Carol Wright

Carol Wright

Upcoming Juan de Fuca craft fair as homegrown as it could be

Seniors Centre gets jump on the region’s busy Christmas market season

With Halloween done and Christmas the next major shopping holiday looming, residents will soon start looking for ways to find those unique, often handmade gifts.

Craft fairs spring up around the region to meet demand, but one of the first on the calendar is always the one put on by members of the Juan de Fuca 55-Plus Seniors Centre. This weekend (Nov. 5 and 6) marks the 28th annual fundraiser sale for the Colwood-based organization.

“We want to be one of the first on the block, plus the weather’s better for people getting out and about,” says craft fair committee chair Carol Wright.

Shoppers will find items created by members of the various craft groups that are active at the centre, such as woodworking, ceramics, lapidary artwork (polished stones and gems), knitting and sewing, quilting, the bake table and more. A dozen or so private vendors, who are also centre members, will be selling their own creations.

Enthusiasm for this event, which expanded to two days from one back in the early 2000s, has grown over the years, despite a brief slowdown in 2008 during the economic recession, Wright says.

“The tables went on sale at 8:30 one day and they were all sold by 8:40,” she says of this year’s demand for the private vendor spots. Also encouraging, she says, is the fact many of those tables were snapped up by new centre members.

As this is a major fundraiser for the centre, the balance of the 25-plus tables will be stocked and staffed by member craft groups raising money for the facility’s operations, while private vendors sell their goods for personal benefit. A strict set of vendor guidelines includes a key rule that all items on sale be made by the members.

One exception to the member-made rule at the Juan de Fuca Craft Fair is the popular Loonie Bin sale, where every item sells for $1. People donate new or gently used items to the bin in the centre lobby through the year – “that tie you don’t like or the toys your kids don’t want to play with anymore,” Wright says. A crew of “elves” were slated to start wrapping the items last weekend to be ready for the fair.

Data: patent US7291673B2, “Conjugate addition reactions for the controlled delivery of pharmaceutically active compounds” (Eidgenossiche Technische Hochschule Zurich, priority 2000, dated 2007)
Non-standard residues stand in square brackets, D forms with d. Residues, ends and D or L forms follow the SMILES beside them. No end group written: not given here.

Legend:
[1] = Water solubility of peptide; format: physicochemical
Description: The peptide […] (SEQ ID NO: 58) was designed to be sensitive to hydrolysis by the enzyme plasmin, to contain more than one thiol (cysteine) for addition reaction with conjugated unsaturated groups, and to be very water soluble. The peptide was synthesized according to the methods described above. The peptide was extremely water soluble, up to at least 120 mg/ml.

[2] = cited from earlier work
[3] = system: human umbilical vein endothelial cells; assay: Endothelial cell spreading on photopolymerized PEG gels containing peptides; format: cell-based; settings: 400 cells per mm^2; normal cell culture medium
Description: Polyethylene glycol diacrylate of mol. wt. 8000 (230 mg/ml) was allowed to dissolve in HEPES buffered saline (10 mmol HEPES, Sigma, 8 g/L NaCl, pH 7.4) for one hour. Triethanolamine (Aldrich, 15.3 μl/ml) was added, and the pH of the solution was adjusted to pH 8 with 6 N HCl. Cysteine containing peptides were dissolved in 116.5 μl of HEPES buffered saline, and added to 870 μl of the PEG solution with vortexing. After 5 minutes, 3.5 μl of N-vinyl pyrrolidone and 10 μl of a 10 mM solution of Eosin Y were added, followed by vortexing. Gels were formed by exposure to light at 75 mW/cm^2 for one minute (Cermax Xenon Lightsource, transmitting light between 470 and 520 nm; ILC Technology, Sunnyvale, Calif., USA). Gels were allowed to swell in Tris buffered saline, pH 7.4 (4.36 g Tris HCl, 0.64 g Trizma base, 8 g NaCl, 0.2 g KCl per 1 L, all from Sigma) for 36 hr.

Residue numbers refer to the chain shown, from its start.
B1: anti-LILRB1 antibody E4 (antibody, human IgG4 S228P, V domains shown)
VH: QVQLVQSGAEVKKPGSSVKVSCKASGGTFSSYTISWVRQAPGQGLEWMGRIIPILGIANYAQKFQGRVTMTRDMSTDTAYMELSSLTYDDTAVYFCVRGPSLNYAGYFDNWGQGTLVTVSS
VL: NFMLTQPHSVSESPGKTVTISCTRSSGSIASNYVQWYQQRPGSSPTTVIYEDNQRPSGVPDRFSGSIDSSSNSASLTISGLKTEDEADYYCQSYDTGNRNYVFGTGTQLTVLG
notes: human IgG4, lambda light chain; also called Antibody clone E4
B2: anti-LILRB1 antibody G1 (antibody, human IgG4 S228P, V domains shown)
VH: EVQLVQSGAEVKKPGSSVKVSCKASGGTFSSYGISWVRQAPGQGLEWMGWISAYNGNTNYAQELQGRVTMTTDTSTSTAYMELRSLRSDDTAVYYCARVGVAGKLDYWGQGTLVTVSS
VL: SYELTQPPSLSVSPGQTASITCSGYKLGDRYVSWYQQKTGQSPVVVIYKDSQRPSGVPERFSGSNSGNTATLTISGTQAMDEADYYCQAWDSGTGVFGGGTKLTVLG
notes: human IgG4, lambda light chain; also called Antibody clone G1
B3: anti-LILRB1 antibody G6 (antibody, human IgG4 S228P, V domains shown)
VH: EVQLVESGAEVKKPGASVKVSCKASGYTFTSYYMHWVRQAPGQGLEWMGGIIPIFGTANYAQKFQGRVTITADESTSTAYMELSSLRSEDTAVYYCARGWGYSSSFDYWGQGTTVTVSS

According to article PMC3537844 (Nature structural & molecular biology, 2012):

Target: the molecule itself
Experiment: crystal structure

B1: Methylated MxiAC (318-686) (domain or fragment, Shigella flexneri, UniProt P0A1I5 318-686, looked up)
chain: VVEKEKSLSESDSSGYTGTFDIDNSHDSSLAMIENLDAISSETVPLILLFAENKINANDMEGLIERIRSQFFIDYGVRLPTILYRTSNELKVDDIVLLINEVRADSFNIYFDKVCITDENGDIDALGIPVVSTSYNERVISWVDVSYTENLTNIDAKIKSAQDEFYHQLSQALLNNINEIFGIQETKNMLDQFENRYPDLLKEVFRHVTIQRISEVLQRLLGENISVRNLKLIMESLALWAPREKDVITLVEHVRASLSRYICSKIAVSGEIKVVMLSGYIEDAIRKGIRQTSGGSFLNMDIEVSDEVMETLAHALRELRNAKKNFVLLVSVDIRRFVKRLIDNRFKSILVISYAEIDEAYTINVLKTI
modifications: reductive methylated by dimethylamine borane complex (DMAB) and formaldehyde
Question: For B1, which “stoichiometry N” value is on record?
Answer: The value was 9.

“I’ve been told there’s a local business that buys 20 or more of these items for their office gift exchange,” says centre publicity spokesperson Evelyn Schumacher.

Adds Wright: “If you want the Loonie Bin, Saturday is the day to come.”

Organizers are expecting a good turnout for this year’s fair. Wright and her fellow volunteers did some advance marketing in late August and early September, dropping in to area seniors residential facilities to help arrange bus trips down to the Juan de Fuca Centre for residents.

While personal and household gift items will be popular, food, as with most celebrations relating to Christmas, is a staple of this annual event.

Not only will the kitchen be open to purchase meals, snacks and beverages during the fair, the bake sale table is “huge,” Wright says. “I don’t know how many hundred people are baking this week getting ready for the fair.”

Stop by the Juan de Fuca 55-Plus Seniors Centre at Westshore Parks and Recreation, 1767 Island Hwy., this Saturday or Sunday from 9 a.m. to 3 p.m.

For more information on the centre and its activities, visit